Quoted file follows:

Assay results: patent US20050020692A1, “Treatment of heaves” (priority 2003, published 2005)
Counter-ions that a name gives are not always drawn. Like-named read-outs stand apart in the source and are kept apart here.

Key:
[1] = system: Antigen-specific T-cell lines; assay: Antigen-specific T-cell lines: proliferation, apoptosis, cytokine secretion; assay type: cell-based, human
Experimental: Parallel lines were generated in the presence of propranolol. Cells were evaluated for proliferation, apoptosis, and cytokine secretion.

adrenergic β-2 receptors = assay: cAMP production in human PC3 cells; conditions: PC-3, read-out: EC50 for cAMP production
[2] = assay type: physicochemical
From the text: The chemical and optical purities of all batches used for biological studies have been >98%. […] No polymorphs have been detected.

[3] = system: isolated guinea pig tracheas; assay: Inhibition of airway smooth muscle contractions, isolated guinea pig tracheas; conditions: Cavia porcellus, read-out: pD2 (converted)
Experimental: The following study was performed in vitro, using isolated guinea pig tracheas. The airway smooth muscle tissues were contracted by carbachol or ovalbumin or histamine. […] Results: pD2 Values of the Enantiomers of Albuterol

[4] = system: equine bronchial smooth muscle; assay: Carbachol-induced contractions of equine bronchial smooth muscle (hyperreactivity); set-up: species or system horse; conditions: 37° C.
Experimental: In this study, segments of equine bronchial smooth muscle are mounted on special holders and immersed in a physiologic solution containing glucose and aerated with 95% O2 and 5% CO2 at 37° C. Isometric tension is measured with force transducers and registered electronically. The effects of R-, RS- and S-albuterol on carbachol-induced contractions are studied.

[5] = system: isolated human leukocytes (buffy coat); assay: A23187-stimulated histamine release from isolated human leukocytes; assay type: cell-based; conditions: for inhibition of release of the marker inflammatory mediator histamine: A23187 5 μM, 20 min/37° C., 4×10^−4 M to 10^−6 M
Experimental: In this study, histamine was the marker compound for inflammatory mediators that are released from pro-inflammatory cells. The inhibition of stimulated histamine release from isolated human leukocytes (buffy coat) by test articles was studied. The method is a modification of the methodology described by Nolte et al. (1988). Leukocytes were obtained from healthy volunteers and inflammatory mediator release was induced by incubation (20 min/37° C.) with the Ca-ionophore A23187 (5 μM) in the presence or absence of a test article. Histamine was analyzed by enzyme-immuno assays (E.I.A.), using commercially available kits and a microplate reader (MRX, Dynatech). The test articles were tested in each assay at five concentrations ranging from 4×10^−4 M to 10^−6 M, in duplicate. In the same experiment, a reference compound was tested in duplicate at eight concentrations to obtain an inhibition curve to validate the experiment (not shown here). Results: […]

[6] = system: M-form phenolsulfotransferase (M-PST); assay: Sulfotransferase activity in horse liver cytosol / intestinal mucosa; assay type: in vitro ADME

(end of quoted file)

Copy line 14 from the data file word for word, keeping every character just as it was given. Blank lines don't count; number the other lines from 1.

Experimental: In this study, histamine was the marker compound for inflammatory mediators that are released from pro-inflammatory cells. The inhibition of stimulated histamine release from isolated human leukocytes (buffy coat) by test articles was studied. The method is a modification of the methodology described by Nolte et al. (1988). Leukocytes were obtained from healthy volunteers and inflammatory mediator release was induced by incubation (20 min/37° C.) with the Ca-ionophore A23187 (5 μM) in the presence or absence of a test article. Histamine was analyzed by enzyme-immuno assays (E.I.A.), using commercially available kits and a microplate reader (MRX, Dynatech). The test articles were tested in each assay at five concentrations ranging from 4×10^−4 M to 10^−6 M, in duplicate. In the same experiment, a reference compound was tested in duplicate at eight concentrations to obtain an inhibition curve to validate the experiment (not shown here). Results: […]